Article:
BISMARCK -- North Dakota oil production surged in September to a record 1.36 million barrels per day, state regulators said Friday.

But winter weather, workforce shortages and inadequate infrastructure to capture natural gas are projected to slow that growth in the coming months, Director of Mineral Resources Lynn Helms said.

The state's natural gas production hit an all-time high of 2.5 billion cubic feet per day in September, preliminary figures show.

“The oil and gas industry in North Dakota broke virtually every record in September,” Helms said.

The industry captured nearly 2.1 billion cubic feet per day of natural gas, a record for the state, Helms said. But the volume of natural gas flared also hit a record in September at 457 million cubic feet per day.

The industry captured 83 percent of Bakken natural gas, missing the North Dakota Industrial Commission target of 85 percent for the fifth month in a row.

The gas capture target increased to 88 percent on Nov. 1.

However, the North Dakota Industrial Commission, led by Gov. Doug Burgum, is expected to take action on Tuesday on changes to the gas capture policy. Helms said Friday it was too early for him to comment on what he is recommending.

Meanwhile, the Bureau of Land Management recently met with officials from the state and the Mandan, Hidatsa and Arikara Nation about upcoming changes to how the federal agency regulates flaring.

Under the revised Waste Prevention Rule, the BLM intends to defer to state and tribal regulation of flaring.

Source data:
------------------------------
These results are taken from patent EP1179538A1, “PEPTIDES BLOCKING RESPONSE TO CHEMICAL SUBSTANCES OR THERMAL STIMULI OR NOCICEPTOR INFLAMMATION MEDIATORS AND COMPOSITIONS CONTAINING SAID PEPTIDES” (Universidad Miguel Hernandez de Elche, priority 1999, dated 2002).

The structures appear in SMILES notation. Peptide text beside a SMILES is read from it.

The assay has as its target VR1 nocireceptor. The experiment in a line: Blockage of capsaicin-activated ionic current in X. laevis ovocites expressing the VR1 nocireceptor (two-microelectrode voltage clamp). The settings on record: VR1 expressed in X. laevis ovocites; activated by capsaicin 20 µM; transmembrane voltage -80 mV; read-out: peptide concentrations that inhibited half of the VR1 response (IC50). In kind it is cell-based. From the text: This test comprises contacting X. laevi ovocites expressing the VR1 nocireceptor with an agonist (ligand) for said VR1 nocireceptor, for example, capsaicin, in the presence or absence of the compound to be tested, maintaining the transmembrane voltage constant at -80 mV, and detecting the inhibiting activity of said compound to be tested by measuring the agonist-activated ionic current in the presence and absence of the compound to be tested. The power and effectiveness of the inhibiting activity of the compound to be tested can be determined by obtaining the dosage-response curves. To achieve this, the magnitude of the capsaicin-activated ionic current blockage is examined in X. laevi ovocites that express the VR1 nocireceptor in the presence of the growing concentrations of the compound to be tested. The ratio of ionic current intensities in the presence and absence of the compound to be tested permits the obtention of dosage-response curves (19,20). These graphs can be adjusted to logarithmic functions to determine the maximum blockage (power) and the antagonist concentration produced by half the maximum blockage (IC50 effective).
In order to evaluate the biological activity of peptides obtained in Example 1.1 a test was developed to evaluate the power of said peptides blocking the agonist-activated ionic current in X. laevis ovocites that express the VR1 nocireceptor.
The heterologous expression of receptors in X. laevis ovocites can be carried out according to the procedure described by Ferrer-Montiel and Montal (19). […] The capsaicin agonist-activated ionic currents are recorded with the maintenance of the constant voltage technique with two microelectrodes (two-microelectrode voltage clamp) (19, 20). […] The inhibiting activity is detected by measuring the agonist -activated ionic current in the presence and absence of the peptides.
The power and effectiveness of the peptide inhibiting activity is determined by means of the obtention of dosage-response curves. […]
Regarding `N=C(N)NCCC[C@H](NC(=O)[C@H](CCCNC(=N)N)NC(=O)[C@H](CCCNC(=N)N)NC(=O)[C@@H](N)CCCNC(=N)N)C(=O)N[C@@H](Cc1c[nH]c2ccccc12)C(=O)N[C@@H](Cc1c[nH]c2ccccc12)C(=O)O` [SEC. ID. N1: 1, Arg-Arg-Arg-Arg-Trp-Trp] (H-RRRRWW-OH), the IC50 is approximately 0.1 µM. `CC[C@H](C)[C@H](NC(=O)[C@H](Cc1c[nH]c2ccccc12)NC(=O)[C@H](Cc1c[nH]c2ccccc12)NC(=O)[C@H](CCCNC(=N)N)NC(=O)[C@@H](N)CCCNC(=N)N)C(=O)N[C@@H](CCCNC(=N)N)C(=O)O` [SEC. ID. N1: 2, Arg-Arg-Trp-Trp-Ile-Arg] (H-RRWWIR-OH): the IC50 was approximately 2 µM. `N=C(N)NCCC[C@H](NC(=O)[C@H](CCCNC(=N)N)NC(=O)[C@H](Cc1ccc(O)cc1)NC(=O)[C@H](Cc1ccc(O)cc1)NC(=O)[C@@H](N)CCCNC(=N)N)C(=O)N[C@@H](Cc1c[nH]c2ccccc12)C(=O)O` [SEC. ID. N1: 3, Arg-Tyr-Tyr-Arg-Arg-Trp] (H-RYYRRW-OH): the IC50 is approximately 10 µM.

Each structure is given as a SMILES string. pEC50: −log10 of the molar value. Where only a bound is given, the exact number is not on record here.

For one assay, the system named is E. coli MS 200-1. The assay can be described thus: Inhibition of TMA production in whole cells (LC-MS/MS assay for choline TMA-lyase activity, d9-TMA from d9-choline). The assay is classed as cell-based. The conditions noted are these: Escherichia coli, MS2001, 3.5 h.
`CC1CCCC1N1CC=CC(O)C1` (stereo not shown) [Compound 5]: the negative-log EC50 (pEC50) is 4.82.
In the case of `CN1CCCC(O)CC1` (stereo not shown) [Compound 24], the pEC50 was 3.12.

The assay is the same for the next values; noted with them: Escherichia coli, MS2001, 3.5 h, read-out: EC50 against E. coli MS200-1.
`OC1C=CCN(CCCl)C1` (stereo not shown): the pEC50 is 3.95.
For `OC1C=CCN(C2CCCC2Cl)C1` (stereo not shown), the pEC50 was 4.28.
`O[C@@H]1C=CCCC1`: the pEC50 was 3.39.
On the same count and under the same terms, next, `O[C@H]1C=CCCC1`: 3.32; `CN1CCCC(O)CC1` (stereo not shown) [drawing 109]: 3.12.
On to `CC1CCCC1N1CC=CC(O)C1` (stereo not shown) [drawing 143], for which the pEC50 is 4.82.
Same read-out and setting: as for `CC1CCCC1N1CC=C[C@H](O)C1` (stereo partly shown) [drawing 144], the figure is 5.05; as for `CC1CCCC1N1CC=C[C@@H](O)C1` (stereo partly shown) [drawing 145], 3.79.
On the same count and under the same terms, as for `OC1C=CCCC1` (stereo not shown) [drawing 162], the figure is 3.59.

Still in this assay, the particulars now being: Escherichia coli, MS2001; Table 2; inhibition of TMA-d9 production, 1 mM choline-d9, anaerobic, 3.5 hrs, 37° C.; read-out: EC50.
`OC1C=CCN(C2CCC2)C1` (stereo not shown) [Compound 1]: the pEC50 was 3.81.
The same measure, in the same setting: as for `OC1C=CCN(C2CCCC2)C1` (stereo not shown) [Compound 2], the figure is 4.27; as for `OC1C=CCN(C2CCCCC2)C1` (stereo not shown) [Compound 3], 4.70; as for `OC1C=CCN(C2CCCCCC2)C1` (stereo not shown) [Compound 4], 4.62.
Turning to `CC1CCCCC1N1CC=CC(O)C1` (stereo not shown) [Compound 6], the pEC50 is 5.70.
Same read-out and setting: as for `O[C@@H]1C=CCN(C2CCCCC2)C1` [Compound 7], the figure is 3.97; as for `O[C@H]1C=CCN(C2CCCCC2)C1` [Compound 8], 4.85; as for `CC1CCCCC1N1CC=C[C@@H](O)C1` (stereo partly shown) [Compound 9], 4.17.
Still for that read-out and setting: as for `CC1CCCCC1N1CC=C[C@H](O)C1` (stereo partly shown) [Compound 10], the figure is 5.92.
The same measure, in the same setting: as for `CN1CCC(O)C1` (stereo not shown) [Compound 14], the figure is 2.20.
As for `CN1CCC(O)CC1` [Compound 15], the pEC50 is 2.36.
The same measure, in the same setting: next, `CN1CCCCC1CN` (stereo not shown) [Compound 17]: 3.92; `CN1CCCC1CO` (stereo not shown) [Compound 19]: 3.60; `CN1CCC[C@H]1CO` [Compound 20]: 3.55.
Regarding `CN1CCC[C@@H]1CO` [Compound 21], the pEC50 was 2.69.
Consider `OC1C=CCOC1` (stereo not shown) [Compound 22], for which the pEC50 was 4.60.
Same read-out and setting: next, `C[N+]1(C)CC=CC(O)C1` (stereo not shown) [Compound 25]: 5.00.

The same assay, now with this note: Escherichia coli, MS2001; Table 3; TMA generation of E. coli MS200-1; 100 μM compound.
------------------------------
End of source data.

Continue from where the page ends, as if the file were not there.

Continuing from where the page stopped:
The BLM also plans to develop a memorandum of understanding with the state and with MHA Nation related to sharing data and making a determination about whether an operator is in compliance with flaring regulations, said Loren Wickstrom, field manager for the BLM North Dakota Field Office.

“We’re at the beginning stages of trying to sort that out,” Wickstrom said.

If an operator is determined to be flaring natural gas in violation of state or tribal regulations, a royalty payment would be owed to the federal government.

“We want to deal with the flaring issue," Wickstrom said. "Not only is it a loss of revenue, but it is also having impacts on the visual aesthetics of the area as well as the air quality.”

About one-third of Bakken wells have at least a small percentage of federal minerals, Helms said.

“It’s going to be a very significant change,” Helms said.

The revised rule takes effect on Nov. 27. Because oil and gas production figures are released two months later, Helms said the goal is to have agreements in place by early February to address December production.

Natural gas flaring is expected to be even higher in October, Helms said, in part due to maintenance at a natural gas processing plant near Williston.

In August, 10 companies captured less than 85 percent of Bakken natural gas, but none were ordered to restrict oil production under the state’s policy. The number of companies that missed the gas capture target in September is still being evaluated.

The number of producing oil and gas wells also hit a record in September at 15,287.